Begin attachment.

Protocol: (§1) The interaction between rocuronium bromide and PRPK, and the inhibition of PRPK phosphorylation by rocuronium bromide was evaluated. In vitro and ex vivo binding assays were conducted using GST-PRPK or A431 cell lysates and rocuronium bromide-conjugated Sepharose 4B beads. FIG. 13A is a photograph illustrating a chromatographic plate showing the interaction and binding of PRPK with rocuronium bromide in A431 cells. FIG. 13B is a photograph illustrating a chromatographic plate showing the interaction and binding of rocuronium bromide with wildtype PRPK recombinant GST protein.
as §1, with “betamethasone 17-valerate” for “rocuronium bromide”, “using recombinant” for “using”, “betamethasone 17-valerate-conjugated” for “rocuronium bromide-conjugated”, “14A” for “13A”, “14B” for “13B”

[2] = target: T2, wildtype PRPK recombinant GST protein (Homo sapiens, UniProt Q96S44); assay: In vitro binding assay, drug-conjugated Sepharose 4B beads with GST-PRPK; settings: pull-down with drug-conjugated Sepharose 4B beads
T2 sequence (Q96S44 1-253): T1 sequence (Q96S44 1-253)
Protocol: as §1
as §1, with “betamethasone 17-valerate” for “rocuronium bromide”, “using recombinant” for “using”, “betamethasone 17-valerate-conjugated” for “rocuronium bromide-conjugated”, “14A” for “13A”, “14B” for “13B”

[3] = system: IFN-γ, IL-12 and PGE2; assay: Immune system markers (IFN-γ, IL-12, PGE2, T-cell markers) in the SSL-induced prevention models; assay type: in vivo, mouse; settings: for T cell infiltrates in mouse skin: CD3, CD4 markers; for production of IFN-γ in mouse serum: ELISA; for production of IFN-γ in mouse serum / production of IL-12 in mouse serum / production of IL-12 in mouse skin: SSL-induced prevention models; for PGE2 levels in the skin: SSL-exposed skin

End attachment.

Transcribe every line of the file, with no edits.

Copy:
Protocol: (§1) The interaction between rocuronium bromide and PRPK, and the inhibition of PRPK phosphorylation by rocuronium bromide was evaluated. In vitro and ex vivo binding assays were conducted using GST-PRPK or A431 cell lysates and rocuronium bromide-conjugated Sepharose 4B beads. FIG. 13A is a photograph illustrating a chromatographic plate showing the interaction and binding of PRPK with rocuronium bromide in A431 cells. FIG. 13B is a photograph illustrating a chromatographic plate showing the interaction and binding of rocuronium bromide with wildtype PRPK recombinant GST protein.
as §1, with “betamethasone 17-valerate” for “rocuronium bromide”, “using recombinant” for “using”, “betamethasone 17-valerate-conjugated” for “rocuronium bromide-conjugated”, “14A” for “13A”, “14B” for “13B”

[2] = target: T2, wildtype PRPK recombinant GST protein (Homo sapiens, UniProt Q96S44); assay: In vitro binding assay, drug-conjugated Sepharose 4B beads with GST-PRPK; settings: pull-down with drug-conjugated Sepharose 4B beads
T2 sequence (Q96S44 1-253): T1 sequence (Q96S44 1-253)
Protocol: as §1
as §1, with “betamethasone 17-valerate” for “rocuronium bromide”, “using recombinant” for “using”, “betamethasone 17-valerate-conjugated” for “rocuronium bromide-conjugated”, “14A” for “13A”, “14B” for “13B”

[3] = system: IFN-γ, IL-12 and PGE2; assay: Immune system markers (IFN-γ, IL-12, PGE2, T-cell markers) in the SSL-induced prevention models; assay type: in vivo, mouse; settings: for T cell infiltrates in mouse skin: CD3, CD4 markers; for production of IFN-γ in mouse serum: ELISA; for production of IFN-γ in mouse serum / production of IL-12 in mouse serum / production of IL-12 in mouse skin: SSL-induced prevention models; for PGE2 levels in the skin: SSL-exposed skin